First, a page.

It’s crazy to think that 1 month ago today, I was on a plane from Philadelphia to Manila. (Three planes technically, if you count the 2 layovers in Seattle and Taipei…) In a blink of an eye, 1/6th of my PULSE assignment with Save the Children has come and gone. But what a month it has been! On my 2nd day at work, I was able to join in on the fun at the GSK Makati Office during Orange United Week by manning the Save the Children Booth. The Philippines Leadership Team members were great baristas at the Starbucks Executive Booth. Those of us who bought frappucinos to fundraise for Save the Children had big dollops of whip cream with orange sprinkles on top!
Manning the info booth with Ave, the Sponsorship Manager at Save the Children.
During my second work week as a Corporate Engagement Specialist in the Member and Donor Relations unit, I reached out to other companies with Corporate Social Responsibility (CSR) programs at the 12th annual CSR Expo hosted by the League of Corporate Foundations. In addition to educating other exhibitors and attendees about the “Skills to Succeed” and “First Read” programs being implemented by the staff in the Philippines Country Office, I scoped out other potential partners and donors to see if we can pool resources for a common cause. “Skills to Succeed” is a partnership between Save the Children and Accenture, focusing on providing disadvantaged and at-risk youths with business skills that strengthen employment opportunities. “First Read” is a program supported by Prudence Foundation which works with parents of pre-school aged children to provide them with knowledge, skills, and materials to support their children’s emergent literacy and numeracy skills.
I’m observing firsthand how crucial corporate and institutional funding is to enable important programs to be carried out. I’m also noticing how seemingly complicated the funding mechanisms can be for a Save the Children “country office” that is not a “member country” and is registered as an international charity rather than a local Philippines charity. As an example (and one that I’m really excited about), GSK has approved funding for Save the Children to train frontline health workers to improve healthcare and nutrition services for mothers and children under the age of five in the Sultan Kudarat province in the Philippines. However, since the Philippines country office is not a “member country”, the payment needs to be deposited to Save the Children UK and subsequently transferred to Save the Children in the Philippines. Every time the country office needs to obtain corporate-funded money for program implementation, the awards management unit needs to reach out to a “member country” (like Save the Children US, UK, Australia, Sweden, or Japan) to access the funds, even if there is a local presence of the corporate donor in the same city as the country office…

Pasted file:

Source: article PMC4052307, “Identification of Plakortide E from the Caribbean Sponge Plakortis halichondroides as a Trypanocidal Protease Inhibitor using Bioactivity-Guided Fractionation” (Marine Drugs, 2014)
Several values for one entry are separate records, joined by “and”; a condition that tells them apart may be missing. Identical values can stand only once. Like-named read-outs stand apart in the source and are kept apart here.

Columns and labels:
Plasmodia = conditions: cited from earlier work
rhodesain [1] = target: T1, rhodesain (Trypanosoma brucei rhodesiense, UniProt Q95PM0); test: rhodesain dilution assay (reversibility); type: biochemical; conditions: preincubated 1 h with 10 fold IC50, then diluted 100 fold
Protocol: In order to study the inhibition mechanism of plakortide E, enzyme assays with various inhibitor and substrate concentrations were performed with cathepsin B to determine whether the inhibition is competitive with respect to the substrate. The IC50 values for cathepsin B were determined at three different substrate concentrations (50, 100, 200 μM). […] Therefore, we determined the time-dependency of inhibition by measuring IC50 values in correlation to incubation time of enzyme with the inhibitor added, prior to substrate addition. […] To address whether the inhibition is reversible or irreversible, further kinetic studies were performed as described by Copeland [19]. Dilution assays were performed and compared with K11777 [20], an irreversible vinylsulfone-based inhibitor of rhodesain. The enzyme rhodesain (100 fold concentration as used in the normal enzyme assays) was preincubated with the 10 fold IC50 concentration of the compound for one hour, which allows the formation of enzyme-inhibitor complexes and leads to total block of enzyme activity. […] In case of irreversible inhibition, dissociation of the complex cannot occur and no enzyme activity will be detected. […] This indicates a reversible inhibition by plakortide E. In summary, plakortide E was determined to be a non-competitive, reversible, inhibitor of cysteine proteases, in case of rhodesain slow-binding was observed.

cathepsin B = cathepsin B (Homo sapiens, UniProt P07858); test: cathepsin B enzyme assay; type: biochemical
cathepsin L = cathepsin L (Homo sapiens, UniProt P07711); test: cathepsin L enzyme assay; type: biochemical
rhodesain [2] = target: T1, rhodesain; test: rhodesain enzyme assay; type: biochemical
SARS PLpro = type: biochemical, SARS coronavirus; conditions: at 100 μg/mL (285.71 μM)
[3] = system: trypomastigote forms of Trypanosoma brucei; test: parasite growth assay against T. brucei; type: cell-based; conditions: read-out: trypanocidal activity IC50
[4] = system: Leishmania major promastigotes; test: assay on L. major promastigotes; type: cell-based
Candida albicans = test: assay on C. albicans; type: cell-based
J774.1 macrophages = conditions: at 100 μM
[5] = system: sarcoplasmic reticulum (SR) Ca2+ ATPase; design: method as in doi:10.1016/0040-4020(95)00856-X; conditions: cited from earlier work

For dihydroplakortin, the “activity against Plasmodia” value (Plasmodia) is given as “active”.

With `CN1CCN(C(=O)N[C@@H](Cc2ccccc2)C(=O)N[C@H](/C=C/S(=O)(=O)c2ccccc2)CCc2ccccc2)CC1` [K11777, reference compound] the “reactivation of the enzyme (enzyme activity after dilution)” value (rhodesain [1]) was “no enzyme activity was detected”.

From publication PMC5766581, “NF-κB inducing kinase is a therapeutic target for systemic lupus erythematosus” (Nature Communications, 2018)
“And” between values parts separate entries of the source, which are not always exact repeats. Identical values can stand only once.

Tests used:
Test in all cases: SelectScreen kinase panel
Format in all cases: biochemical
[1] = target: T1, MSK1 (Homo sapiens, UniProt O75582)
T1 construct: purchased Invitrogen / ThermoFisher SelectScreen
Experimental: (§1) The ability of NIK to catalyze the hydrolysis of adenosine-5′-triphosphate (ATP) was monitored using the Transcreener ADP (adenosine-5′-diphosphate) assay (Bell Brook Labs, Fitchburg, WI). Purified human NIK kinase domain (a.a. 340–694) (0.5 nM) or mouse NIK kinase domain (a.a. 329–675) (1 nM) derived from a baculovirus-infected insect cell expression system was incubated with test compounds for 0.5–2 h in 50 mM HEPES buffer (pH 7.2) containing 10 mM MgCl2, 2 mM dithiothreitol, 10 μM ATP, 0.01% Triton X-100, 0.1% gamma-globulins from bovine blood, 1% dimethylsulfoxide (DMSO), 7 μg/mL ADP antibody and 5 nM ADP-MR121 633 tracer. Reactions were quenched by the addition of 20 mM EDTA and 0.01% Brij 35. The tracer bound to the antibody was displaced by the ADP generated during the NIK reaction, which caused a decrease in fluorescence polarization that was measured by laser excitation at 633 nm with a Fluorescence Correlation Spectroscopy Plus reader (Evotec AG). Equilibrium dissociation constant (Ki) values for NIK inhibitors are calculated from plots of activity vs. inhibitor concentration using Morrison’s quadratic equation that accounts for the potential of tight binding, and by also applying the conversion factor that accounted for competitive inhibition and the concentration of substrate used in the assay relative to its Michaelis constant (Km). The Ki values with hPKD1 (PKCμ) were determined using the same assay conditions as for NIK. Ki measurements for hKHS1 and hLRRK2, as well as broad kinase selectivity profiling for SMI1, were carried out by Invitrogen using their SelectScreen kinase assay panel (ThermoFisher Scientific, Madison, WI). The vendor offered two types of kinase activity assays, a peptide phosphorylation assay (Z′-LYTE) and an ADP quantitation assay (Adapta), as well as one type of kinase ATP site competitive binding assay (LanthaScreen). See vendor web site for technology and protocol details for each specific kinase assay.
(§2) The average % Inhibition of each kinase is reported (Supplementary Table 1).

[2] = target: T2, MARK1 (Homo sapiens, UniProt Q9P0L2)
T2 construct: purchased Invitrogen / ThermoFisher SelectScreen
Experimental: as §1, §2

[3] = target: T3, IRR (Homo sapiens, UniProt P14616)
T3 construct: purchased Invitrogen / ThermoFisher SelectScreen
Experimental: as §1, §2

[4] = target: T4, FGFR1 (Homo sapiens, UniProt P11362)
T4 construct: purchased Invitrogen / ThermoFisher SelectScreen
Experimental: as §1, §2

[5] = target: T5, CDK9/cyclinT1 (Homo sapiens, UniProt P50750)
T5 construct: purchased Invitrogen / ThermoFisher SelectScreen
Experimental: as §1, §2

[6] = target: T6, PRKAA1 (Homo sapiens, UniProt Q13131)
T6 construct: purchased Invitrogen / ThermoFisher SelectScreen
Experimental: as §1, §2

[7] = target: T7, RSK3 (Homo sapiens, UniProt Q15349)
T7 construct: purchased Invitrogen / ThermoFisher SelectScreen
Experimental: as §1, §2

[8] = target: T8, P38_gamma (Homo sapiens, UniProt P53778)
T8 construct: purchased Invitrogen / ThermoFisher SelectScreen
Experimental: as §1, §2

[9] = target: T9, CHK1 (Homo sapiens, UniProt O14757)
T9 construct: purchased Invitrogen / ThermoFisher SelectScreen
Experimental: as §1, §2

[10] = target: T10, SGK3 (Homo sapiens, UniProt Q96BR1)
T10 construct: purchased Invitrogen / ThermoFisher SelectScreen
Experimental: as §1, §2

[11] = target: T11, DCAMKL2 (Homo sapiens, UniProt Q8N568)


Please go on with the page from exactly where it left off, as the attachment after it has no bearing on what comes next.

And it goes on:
Nevertheless, I’m looking forward to contributing to this GSK-Save the Children initiative, which I recently found out there is a parallel program planned for Save the Children in Egypt. I’ll be reaching out to the PULSE assignee in Cairo, Mahmoud Mohsen Emam, to see if there are any synergies for us to consider.
On a personal note, after an intensive apartment hunt, I settled in a condo near an easily recognizable landmark (Greenbelt Mall in Makati City, Metro Manila) so when I take taxis to and from my place, I can give a recognizable destination even though I don’t speak Tagalog. Every day has been an adventure with various taxi drivers… From a driver telling me that some of his customers pay him 3 times the amount on the meter because he’s willing to drive them in this congested traffic to another driver turning around to stare at me or the bag next to my feet every time the car stops at an intersection… Or another taxi driver taking me to a different part of town so he can “create more opportunities for livelihood”. But because I blend in here as a fellow Asian, I haven’t experienced the taxi adventures to the same extent as my British expat colleague who had a random purse snatcher open the car door while the taxi was stuck in traffic or another driver telling her: “You’re travelling alone? You’re going to get mugged so don’t trust anyone…” At least that particular taxi driver was trying to be helpful…
Aside from a bit of uncertainty during the daily commute, the people I met in the Philippines have been so welcoming and incredibly hospitable. As the tourism marketing slogan in this country says: “It’s more fun in the Philippines!” One example of the fun is my first karaoke experience with the Save the Children staff! Such great voices! They can audition for the Voice of the Philippines!
I haven’t been blogging nearly as much as I thought I would, so will make it a personal goal in month 2 to put my thoughts out in the universe more often and see what comes back!